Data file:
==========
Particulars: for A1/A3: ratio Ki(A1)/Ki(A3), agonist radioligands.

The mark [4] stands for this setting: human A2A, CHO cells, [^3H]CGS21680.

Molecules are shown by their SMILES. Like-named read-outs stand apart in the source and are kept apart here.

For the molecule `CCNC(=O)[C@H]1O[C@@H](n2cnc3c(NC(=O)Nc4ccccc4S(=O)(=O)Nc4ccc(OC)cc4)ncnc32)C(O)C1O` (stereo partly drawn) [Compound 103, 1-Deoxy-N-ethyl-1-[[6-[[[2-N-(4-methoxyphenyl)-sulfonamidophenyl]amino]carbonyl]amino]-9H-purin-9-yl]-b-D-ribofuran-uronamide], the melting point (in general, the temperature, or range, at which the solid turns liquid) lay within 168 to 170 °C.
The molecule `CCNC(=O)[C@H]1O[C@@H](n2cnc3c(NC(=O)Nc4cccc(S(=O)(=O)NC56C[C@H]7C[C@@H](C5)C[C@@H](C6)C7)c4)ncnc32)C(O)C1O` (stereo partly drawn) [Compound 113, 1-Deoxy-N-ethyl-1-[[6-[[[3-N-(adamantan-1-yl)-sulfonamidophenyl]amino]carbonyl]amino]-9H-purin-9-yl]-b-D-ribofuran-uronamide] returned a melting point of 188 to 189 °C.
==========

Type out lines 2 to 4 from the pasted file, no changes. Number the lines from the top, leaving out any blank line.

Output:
The mark [4] stands for this setting: human A2A, CHO cells, [^3H]CGS21680.

Molecules are shown by their SMILES. Like-named read-outs stand apart in the source and are kept apart here.

For the molecule `CCNC(=O)[C@H]1O[C@@H](n2cnc3c(NC(=O)Nc4ccccc4S(=O)(=O)Nc4ccc(OC)cc4)ncnc32)C(O)C1O` (stereo partly drawn) [Compound 103, 1-Deoxy-N-ethyl-1-[[6-[[[2-N-(4-methoxyphenyl)-sulfonamidophenyl]amino]carbonyl]amino]-9H-purin-9-yl]-b-D-ribofuran-uronamide], the melting point (in general, the temperature, or range, at which the solid turns liquid) lay within 168 to 170 °C.